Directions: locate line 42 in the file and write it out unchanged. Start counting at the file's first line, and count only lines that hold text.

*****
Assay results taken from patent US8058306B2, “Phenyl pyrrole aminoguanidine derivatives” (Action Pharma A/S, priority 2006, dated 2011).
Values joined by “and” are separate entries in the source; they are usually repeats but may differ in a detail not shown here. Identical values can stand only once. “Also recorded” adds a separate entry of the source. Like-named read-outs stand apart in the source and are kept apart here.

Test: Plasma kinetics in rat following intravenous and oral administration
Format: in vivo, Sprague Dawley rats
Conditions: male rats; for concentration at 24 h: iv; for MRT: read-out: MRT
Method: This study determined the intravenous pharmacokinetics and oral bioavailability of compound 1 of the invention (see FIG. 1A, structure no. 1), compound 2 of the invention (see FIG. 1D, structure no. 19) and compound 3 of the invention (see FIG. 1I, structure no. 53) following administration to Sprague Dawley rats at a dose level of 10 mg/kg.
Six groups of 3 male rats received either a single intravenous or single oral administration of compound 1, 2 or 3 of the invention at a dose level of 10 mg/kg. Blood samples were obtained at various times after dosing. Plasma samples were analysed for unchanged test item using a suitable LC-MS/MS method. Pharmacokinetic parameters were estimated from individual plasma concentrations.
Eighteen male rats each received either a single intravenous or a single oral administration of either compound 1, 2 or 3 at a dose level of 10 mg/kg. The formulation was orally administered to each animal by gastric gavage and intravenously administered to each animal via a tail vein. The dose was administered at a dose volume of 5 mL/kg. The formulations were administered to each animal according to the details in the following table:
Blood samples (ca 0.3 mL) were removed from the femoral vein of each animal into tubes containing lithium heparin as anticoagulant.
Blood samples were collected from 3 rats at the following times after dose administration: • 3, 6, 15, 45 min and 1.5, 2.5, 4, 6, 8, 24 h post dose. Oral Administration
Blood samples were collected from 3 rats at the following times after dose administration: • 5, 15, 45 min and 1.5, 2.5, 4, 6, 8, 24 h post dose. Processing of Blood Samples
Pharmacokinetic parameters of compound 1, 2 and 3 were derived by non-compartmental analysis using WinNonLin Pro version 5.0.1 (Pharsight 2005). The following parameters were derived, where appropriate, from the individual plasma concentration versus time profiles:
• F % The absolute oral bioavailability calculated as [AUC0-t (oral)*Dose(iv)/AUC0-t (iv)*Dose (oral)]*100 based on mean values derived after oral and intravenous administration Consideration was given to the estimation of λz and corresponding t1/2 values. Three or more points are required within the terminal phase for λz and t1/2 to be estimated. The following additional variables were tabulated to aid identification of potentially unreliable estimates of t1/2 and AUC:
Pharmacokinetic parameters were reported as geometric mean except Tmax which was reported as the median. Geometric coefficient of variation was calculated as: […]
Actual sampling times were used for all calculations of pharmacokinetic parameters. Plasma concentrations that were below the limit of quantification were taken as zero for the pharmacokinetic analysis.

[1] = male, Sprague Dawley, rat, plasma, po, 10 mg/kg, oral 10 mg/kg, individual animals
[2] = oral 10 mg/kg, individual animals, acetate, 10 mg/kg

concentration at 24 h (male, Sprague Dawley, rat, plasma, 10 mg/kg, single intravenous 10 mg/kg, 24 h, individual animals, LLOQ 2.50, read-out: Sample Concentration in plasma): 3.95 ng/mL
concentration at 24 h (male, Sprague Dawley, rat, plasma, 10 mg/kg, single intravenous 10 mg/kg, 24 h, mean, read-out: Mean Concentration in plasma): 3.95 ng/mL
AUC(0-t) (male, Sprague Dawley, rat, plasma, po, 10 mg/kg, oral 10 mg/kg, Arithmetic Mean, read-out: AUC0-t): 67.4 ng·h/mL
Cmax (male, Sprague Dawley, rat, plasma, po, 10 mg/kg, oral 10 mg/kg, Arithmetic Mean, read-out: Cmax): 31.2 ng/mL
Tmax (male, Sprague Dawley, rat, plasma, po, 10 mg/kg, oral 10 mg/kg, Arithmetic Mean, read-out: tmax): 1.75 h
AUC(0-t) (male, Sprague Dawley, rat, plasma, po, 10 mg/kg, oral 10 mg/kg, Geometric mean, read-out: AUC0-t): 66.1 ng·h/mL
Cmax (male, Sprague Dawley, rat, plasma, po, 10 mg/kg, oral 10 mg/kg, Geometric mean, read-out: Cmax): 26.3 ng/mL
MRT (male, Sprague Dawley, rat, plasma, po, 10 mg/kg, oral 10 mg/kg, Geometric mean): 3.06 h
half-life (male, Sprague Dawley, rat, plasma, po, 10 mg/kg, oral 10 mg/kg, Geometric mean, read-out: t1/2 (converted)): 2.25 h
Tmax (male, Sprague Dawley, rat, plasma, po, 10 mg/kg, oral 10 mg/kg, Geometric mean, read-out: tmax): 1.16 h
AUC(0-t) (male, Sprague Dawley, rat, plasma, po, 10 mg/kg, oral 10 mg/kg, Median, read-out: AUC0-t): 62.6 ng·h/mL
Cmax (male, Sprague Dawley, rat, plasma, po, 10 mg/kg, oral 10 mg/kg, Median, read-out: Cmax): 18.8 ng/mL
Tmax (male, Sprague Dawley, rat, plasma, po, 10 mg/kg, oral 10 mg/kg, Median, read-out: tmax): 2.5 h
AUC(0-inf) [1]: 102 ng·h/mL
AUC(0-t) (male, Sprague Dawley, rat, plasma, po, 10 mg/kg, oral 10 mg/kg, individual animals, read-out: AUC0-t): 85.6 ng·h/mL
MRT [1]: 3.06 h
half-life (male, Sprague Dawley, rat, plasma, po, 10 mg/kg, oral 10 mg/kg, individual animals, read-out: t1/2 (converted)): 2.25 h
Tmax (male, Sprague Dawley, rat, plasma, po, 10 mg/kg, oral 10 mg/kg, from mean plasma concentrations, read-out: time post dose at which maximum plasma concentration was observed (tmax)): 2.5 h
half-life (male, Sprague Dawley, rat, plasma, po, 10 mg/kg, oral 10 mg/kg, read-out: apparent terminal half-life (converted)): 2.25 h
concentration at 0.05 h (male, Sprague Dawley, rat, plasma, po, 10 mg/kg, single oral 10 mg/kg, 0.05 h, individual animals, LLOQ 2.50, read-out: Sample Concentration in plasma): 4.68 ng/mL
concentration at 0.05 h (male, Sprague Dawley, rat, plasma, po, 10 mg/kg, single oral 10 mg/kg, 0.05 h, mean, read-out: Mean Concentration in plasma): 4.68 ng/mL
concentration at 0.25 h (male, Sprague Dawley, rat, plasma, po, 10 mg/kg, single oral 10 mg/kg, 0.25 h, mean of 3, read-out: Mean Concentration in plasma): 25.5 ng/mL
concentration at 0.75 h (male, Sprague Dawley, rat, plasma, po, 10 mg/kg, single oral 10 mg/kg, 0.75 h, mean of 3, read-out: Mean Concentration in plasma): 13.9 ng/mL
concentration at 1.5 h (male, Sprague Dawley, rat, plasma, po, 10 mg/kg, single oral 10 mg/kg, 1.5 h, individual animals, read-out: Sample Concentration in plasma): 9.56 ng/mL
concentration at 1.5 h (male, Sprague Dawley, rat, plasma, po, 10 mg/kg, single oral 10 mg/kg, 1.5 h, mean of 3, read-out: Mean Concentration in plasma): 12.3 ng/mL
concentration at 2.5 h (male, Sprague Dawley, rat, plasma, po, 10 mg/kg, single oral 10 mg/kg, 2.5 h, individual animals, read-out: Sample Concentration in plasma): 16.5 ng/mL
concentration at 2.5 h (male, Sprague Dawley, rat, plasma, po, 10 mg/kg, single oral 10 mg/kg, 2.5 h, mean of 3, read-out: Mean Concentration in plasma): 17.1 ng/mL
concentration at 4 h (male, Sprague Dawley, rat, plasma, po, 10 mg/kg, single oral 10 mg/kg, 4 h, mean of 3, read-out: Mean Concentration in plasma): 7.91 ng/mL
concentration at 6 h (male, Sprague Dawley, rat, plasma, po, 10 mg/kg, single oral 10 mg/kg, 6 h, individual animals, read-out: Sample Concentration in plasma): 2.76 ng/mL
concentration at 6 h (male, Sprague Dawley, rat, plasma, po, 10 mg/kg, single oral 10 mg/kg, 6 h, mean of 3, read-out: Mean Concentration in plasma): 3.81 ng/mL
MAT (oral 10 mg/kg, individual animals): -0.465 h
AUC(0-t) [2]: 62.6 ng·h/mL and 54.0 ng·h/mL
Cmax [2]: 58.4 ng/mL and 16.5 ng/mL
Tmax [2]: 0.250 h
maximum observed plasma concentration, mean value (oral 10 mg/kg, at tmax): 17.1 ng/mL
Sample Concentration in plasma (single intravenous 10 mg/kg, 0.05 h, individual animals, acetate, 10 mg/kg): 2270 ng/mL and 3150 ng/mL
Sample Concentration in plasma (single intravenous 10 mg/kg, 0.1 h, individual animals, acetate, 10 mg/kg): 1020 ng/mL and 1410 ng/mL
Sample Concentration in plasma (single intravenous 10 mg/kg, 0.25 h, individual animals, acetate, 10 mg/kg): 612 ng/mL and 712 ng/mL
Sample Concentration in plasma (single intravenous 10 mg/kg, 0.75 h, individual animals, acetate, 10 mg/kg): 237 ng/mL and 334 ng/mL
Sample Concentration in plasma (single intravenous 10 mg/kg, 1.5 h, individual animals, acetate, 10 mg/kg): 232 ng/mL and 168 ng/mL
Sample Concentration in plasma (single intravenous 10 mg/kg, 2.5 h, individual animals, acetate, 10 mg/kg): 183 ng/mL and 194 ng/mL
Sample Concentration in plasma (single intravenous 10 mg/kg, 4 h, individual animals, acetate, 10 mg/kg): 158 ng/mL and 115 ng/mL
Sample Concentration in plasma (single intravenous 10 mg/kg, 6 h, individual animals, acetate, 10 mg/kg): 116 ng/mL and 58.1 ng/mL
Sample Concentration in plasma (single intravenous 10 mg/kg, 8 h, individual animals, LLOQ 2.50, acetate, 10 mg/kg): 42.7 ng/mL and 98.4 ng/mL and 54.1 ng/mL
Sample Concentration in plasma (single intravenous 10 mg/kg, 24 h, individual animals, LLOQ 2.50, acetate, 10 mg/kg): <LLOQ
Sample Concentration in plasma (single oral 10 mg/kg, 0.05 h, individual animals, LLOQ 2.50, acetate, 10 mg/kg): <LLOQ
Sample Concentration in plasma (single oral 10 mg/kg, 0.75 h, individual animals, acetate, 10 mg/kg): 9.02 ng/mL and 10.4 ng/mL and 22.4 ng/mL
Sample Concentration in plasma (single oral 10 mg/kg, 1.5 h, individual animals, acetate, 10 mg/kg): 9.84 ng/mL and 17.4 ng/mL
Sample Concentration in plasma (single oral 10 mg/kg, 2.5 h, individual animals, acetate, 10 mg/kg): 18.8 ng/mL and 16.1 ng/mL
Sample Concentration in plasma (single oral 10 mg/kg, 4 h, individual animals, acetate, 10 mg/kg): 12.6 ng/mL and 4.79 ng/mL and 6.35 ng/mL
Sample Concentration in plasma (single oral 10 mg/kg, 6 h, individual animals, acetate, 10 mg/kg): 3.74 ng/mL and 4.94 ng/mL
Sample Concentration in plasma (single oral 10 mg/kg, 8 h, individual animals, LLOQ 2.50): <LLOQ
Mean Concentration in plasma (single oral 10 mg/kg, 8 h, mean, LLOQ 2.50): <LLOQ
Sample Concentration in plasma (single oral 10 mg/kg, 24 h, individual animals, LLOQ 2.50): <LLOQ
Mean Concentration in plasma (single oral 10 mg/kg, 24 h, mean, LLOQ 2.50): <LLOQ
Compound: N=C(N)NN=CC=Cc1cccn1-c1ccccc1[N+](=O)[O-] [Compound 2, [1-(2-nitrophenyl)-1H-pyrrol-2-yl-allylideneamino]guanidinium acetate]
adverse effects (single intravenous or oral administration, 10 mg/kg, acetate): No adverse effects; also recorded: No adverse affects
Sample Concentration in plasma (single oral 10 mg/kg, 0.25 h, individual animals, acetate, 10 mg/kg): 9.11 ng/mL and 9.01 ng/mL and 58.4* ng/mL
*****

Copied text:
concentration at 1.5 h (male, Sprague Dawley, rat, plasma, po, 10 mg/kg, single oral 10 mg/kg, 1.5 h, mean of 3, read-out: Mean Concentration in plasma): 12.3 ng/mL